Wednesday 4 March 2020


It's a feature not a flaw. It's a feature not a flaw. It's a feature not a flaw.

How hard is that to remember? Oh, but the pallatable view of the actions of society's powerful that yield negative results is that it is incompetence that yields those results. Not to mention that it's much more empowering to shake one's head at their rule makers' bumbling than to see that one is intentionally screwed, in spite of the paucity of evidence that, in what they set out to do and then do, anyone is making mistakes. At some point you have to ask whether or not they are lying about their desired outcomes. And not just their they, but your they.

Mind you, my criticism here is meant to address the interpretation from certain Sander's supporters in the press. The idea that the Democratic Party is, while being underhanded and corrupt, making a mistake by rallying around Biden ignores the fact that the goal is not to win, but to determine who runs. There's no mistake there.

The spin in the press is all "Wow! Who'd have thought two weeks ago? Looks like South Carolina really bolstered Biden's bonifieds with the voter base." And it's all plausible because you saw it coming. But what did you really see coming?

At the outset, financial donations determine who's reported to be in the horse race, polls are formed, conducted, and reported on accordingly. This reporting is run by corporations bodied by a very wealthy class of people. This wealthy class of people is invited by the party apparatus to help determine the rules for debates and who's in them. Media representatives conduct these debates and analysis polls are conducted and reported on accordingly. Also accordingly, the corporate media dominate the analysis of who's still in the race and who's a long-shot, and then they report without a whiff of irony that donations are bolstered by that same success.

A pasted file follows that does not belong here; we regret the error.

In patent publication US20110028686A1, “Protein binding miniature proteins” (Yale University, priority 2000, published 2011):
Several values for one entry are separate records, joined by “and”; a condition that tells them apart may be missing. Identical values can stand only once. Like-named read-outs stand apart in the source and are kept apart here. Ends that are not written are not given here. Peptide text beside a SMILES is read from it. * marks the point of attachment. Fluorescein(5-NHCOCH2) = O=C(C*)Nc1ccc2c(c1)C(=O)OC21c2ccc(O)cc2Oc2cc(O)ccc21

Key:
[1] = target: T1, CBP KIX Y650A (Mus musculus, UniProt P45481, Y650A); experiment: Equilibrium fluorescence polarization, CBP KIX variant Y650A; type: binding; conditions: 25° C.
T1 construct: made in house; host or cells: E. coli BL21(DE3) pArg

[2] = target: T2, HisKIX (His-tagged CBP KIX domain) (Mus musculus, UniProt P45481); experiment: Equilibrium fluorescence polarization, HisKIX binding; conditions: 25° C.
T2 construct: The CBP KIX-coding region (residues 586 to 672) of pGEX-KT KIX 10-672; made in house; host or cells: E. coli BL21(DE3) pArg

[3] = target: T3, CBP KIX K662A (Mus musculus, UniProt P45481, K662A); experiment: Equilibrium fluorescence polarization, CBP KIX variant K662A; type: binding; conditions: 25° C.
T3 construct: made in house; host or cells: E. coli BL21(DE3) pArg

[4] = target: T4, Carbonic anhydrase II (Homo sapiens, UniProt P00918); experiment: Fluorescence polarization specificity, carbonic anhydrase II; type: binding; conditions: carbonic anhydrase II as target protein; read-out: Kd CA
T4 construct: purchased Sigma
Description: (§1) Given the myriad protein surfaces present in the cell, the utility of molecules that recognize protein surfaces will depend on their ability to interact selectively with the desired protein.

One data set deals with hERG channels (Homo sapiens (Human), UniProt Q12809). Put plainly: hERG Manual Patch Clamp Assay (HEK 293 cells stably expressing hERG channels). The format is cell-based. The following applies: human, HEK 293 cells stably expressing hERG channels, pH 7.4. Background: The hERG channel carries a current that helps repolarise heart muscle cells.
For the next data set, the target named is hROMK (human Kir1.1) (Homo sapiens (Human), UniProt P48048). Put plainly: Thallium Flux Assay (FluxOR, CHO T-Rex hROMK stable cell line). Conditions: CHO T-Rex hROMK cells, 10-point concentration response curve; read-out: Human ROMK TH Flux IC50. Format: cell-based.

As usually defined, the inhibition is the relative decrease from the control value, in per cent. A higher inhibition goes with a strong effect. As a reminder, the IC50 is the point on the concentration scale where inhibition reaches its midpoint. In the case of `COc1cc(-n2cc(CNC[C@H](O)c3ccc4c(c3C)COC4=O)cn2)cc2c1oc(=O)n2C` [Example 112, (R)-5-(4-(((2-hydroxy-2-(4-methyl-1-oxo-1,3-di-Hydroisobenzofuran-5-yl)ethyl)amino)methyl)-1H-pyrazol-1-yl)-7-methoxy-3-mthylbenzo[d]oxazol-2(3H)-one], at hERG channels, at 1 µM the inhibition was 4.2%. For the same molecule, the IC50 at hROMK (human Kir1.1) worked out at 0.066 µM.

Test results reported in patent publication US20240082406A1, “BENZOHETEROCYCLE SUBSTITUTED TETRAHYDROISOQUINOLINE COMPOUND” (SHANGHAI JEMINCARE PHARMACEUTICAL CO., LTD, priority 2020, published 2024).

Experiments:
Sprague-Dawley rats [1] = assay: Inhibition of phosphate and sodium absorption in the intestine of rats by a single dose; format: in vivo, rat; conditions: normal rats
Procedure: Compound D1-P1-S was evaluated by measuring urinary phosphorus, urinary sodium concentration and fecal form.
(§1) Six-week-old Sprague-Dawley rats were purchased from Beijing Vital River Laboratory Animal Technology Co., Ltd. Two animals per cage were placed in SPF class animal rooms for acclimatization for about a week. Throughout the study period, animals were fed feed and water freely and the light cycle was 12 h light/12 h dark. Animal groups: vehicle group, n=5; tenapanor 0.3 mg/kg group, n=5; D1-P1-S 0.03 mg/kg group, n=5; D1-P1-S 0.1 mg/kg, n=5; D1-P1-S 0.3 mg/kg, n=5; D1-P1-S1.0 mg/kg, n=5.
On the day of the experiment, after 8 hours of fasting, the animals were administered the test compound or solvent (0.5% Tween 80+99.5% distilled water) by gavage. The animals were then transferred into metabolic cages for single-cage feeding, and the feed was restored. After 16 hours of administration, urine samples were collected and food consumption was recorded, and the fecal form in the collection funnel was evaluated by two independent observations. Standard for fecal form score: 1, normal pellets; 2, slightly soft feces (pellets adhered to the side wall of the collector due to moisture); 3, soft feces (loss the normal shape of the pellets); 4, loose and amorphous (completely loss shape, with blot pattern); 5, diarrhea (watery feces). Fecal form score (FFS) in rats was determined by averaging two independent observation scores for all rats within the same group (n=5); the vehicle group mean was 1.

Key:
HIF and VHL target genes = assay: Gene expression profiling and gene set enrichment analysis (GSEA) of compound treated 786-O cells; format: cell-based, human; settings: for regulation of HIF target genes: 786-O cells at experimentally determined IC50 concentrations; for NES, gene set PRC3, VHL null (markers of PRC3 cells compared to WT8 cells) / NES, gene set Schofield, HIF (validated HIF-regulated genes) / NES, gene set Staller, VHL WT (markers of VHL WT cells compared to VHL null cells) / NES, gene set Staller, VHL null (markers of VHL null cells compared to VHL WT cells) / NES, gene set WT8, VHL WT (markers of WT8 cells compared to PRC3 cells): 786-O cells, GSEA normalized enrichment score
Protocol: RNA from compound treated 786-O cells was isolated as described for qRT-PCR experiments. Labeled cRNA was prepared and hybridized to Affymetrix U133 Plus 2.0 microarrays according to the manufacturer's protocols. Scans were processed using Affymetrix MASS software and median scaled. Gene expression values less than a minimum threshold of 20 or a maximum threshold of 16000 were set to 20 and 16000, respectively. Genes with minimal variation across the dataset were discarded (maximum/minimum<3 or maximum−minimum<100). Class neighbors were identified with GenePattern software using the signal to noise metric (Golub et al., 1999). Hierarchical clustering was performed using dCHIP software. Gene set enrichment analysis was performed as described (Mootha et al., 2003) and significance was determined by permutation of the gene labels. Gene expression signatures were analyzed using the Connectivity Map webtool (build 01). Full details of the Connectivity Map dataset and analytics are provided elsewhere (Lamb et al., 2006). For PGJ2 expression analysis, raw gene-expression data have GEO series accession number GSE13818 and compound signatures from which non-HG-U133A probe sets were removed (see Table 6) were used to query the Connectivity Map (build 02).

One result of the old-timey, traditional horse race nature of primaries is that anyone whose vote is counted after the winter of all this discontent is essentially disenfranchised. Increased early voting would seem to hint at a solution to this problem, but then who'd tune in to the horse race?

From this we can conclude that there is a class of great wealth that dictate who can be elected. But don't call it a dictatorship. Oligarchy is a fair enough name for it, but there's just something about, in a theoretical democracy, the people's always returning to their belief in the narrative structure that is tantamount to the eternal faith of the populace in their scripture despite the absence of its righteousness.

I'll spare you [if you agree not to read any further] my theory that there's a narrative potential being shaped that involves Sanders getting the nod for November so as to teach everyone an alternative dubious lesson. And like any other spin-able developing story, there are best and worst scenarios of each, one of whose form has already seen allusions to McGovern... or Mondale... or anyone not Bubbya or Bo Rama, i.e. the fellas that got to Washington by way of Wall Street, which is now the middle road. The other form is a rapturous victory that restores faith, yet again, in democracy. The two are not mutually exclusive, as when it's a branding bait & switch.

Whatever their eventual embodiment, our demigods champion this secular society but don't shy away from being seen heading to church on Sunday. Their followers' faith in the sanctity of the value of their predetermined basket of goods is selective. But still.